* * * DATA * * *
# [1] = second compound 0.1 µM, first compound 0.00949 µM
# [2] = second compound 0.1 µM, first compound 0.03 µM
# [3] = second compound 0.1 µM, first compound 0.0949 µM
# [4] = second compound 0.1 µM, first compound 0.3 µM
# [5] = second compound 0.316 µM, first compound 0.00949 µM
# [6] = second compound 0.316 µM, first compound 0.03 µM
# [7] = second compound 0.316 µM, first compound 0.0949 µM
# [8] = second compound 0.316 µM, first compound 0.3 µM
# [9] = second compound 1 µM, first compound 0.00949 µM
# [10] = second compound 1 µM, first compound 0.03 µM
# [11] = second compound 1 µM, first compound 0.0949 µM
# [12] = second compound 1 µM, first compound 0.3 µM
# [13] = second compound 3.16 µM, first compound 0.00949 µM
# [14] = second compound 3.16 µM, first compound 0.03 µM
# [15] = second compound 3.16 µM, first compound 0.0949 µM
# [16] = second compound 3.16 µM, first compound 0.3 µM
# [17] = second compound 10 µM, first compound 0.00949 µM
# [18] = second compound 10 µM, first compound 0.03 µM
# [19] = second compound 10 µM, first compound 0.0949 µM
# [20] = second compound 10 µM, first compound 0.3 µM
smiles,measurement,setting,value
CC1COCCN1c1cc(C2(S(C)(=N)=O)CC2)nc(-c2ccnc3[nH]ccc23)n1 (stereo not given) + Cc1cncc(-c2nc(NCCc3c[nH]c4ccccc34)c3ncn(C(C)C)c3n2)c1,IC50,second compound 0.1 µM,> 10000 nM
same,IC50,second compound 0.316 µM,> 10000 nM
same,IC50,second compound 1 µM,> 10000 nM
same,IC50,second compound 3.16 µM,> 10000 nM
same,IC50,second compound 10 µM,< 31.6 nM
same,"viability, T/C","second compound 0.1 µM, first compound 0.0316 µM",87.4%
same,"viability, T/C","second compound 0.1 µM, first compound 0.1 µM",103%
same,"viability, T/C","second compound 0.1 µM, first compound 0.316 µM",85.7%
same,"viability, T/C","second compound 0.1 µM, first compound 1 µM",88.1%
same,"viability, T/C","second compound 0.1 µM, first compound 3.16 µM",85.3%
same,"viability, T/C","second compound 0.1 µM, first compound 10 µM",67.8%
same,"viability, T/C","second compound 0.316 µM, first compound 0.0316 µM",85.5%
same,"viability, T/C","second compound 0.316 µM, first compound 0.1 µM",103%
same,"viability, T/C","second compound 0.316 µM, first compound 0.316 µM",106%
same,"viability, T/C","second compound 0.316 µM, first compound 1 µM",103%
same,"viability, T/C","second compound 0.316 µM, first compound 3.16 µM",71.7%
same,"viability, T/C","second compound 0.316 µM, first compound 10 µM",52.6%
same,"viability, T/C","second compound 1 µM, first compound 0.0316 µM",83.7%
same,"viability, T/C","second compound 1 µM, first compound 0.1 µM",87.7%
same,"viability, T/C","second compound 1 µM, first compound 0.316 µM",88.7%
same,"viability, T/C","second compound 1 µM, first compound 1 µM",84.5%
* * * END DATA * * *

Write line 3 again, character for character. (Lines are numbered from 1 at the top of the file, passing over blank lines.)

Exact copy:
# [3] = second compound 0.1 µM, first compound 0.0949 µM